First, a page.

This is no ordinary Falafel because it has transformed chess tournaments by connecting a usual mix of people who raise funds for various charities for the last 20 years. It all began when a group of grandmothers came together to mentor youth in the art of fundraising at a local nonprofit organization called Chess Without Borders. This chess educational nonprofit conducts tournaments periodically in local schools. During these daylong tournaments, while some students compete at chess several other youth and adult volunteers serve food to raise funds for charities. One of the mentors is a grandmother who was born in Palestine, she wanted children to experience different foods. Instead of hot dogs and pizza served during tournaments she began cooking Falafel in the cafeteria of the school where the tournaments were held. At first there was a reluctance to try Falafels but within a few months children converted wholeheartedly to eating Falafels. In fact, sales of the hot dogs are now replaced by Falafels at tournaments. This grandmother came to be known affectionately as the “Falafel Lady” in town. The Falafel has sold like hot cakes and helped the program raise over $187,000 in the last 10 years for various local and global charities. A tradition has started during chess tournaments where non-chess players especially visit to eat “homemade Falafels from the Falafel lady” helping raise more funds from Falafel sales. The Falafel has transformed the scene of the chess tournaments and become a star attraction. There are endearing qualities to this meal. It is easy to love because it is healthy, fun and quick to eat. Most of all it has brought a cultural change amongst youth who help to cook, clean, serve and often share knowledge about its origins. “I read that Falafel is common in many places in the middle east” said 16-year-old volunteer Toby Schwartz! There is great joy in working together to discover how quick children are to adapt to new experiences. Food, people and adventure are at the heart of this meal brought home by grandmothers!
• Rinse chickpeas several times and place in a large container. Add enough water to cover chickpeas up to 4 inches. Allow to soak at room temperature for at least 8 hours or up to 24 hours. Drain well.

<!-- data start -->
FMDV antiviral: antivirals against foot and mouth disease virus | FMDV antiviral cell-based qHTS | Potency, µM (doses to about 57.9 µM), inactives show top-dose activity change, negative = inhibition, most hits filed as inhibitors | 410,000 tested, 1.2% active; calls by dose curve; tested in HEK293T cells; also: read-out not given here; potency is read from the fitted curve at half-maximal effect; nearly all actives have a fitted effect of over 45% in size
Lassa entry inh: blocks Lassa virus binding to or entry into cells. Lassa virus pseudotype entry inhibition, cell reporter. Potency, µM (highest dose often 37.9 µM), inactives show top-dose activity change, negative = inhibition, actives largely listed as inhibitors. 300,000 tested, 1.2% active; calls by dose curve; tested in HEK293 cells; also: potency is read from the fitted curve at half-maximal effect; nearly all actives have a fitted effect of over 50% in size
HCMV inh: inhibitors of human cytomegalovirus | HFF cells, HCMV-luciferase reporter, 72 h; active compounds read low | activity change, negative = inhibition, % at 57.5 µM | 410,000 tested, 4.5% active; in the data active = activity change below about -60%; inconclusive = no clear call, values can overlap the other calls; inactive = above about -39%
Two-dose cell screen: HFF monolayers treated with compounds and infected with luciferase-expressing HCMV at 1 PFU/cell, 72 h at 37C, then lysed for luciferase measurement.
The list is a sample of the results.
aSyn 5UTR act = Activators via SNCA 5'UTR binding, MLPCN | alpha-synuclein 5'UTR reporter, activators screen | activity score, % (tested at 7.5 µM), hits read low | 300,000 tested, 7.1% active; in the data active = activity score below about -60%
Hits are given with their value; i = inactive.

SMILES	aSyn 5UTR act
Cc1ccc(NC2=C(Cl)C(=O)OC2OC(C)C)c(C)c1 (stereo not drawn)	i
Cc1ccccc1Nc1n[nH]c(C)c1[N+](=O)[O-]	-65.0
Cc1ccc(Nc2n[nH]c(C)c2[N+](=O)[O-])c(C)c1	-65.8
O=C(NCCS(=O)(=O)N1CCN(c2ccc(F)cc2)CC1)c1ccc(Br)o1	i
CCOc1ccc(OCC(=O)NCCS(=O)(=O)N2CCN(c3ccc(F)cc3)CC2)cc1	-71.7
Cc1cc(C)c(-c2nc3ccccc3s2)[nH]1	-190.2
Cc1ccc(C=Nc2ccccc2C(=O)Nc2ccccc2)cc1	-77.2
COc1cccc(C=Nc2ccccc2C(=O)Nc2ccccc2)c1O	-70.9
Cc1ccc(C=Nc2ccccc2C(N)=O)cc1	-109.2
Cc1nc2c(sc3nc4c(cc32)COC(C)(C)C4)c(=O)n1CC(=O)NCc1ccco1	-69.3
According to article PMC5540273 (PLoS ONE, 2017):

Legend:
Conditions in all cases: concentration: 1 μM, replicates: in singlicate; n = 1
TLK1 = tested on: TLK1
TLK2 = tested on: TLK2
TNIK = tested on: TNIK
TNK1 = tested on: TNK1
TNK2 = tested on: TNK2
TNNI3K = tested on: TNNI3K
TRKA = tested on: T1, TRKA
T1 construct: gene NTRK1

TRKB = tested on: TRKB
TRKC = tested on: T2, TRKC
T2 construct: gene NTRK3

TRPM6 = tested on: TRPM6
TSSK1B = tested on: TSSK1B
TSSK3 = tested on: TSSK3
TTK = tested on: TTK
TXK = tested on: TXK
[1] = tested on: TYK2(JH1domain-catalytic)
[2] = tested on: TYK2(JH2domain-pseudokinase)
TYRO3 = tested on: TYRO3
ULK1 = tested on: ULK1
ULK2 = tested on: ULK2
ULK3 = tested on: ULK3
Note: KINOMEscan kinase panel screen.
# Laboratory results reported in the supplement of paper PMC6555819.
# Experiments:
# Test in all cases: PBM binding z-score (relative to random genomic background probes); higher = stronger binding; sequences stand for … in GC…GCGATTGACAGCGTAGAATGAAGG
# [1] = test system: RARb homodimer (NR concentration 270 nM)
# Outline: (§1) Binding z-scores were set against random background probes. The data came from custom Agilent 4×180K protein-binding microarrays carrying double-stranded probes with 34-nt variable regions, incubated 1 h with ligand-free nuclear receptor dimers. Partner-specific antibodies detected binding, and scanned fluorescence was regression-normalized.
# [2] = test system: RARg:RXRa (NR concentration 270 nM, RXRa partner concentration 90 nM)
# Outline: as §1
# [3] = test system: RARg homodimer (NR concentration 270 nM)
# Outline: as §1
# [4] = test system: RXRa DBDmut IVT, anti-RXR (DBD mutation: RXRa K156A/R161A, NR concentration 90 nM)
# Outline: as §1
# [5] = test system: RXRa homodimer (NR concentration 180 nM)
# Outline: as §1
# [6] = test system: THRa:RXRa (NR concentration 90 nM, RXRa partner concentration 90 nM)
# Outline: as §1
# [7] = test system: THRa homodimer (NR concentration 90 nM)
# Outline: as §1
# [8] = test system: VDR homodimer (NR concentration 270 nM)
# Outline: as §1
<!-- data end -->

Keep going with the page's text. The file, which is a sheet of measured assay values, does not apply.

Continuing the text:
• In a food processor, place chickpeas then using the pulsing motion, pulse several times while scraping down the sides periodically, until the chickpeas become looking like coarse meal. Transfer mixture to large bowl and set aside.
• Pulse (Herb mixture) - parsley, cilantro, onion, garlic, jalapeno. Pulse several times while scraping down the sides periodically, until mixture becomes looking like pesto.
• Add spices (coriander, cumin, salt, and cayenne) to herb mixture. Mix evenly
• Add Herb mixture with spices, together with the baking powder and baking soda to chickpeas and mix well until all ingredients are evenly mixed. Do not compact the mixture while mixing
• Divide mixture into approx 30 pieces. Gently patt each into a small patty (a little smaller than a flat golf ball). Keep the patties airy and fluffy. Do not compact. Place in even layer in a flat plate.
• Place oil in a pan that can hold 2 quarts of oil. Heat oil to 325 degrees (medium to high heat). Add half of falafel and fry. Start stirring when the balls begin to rise to the top. Fry until they become golden brown, about 5 minutes. Transfer falafel, using a wire skimmer, to paper towel–lined flat container. Bring the temp back to 325, and fry the rest of the falafel balls. Serve immediately with tahini sauce.
• 1/2 cup tahini
• 1/2 cup plain yogurt
• 1/3 cup lemon juice (2 lemons-3 lemons)
• 1/4-1/2 cup water
• Salt to taste
Tahini Sauce Instructions:
• In a bowl, whisk tahini, yogurt, and lemon juice until smooth. Add water to thin sauce as desired. Consistency should be similar to a pancake mixture. Add salt to taste